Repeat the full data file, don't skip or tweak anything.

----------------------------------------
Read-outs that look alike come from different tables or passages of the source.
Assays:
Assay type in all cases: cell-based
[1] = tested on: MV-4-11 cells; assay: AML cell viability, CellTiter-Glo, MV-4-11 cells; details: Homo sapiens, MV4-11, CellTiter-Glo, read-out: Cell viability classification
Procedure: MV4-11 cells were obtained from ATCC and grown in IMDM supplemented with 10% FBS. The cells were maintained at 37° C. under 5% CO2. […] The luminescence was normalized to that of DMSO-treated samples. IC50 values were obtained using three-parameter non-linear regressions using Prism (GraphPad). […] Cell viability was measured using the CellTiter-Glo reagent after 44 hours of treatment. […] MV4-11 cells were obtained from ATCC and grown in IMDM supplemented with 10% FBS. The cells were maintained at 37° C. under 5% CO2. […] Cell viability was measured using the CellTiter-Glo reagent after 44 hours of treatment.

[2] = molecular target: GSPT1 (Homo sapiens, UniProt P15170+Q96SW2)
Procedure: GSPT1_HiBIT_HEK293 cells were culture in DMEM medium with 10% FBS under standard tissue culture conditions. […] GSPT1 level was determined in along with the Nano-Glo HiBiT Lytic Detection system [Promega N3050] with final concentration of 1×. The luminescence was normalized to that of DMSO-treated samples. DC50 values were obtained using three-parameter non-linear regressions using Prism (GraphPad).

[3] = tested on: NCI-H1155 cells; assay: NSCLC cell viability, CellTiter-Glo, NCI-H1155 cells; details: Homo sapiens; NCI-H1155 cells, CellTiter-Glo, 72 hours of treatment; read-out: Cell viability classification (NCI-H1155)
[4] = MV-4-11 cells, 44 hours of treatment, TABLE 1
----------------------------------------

Read-outs that look alike come from different tables or passages of the source.
Assays:
Assay type in all cases: cell-based
[1] = tested on: MV-4-11 cells; assay: AML cell viability, CellTiter-Glo, MV-4-11 cells; details: Homo sapiens, MV4-11, CellTiter-Glo, read-out: Cell viability classification
Procedure: MV4-11 cells were obtained from ATCC and grown in IMDM supplemented with 10% FBS. The cells were maintained at 37° C. under 5% CO2. […] The luminescence was normalized to that of DMSO-treated samples. IC50 values were obtained using three-parameter non-linear regressions using Prism (GraphPad). […] Cell viability was measured using the CellTiter-Glo reagent after 44 hours of treatment. […] MV4-11 cells were obtained from ATCC and grown in IMDM supplemented with 10% FBS. The cells were maintained at 37° C. under 5% CO2. […] Cell viability was measured using the CellTiter-Glo reagent after 44 hours of treatment.

[2] = molecular target: GSPT1 (Homo sapiens, UniProt P15170+Q96SW2)
Procedure: GSPT1_HiBIT_HEK293 cells were culture in DMEM medium with 10% FBS under standard tissue culture conditions. […] GSPT1 level was determined in along with the Nano-Glo HiBiT Lytic Detection system [Promega N3050] with final concentration of 1×. The luminescence was normalized to that of DMSO-treated samples. DC50 values were obtained using three-parameter non-linear regressions using Prism (GraphPad).

[3] = tested on: NCI-H1155 cells; assay: NSCLC cell viability, CellTiter-Glo, NCI-H1155 cells; details: Homo sapiens; NCI-H1155 cells, CellTiter-Glo, 72 hours of treatment; read-out: Cell viability classification (NCI-H1155)
[4] = MV-4-11 cells, 44 hours of treatment, TABLE 1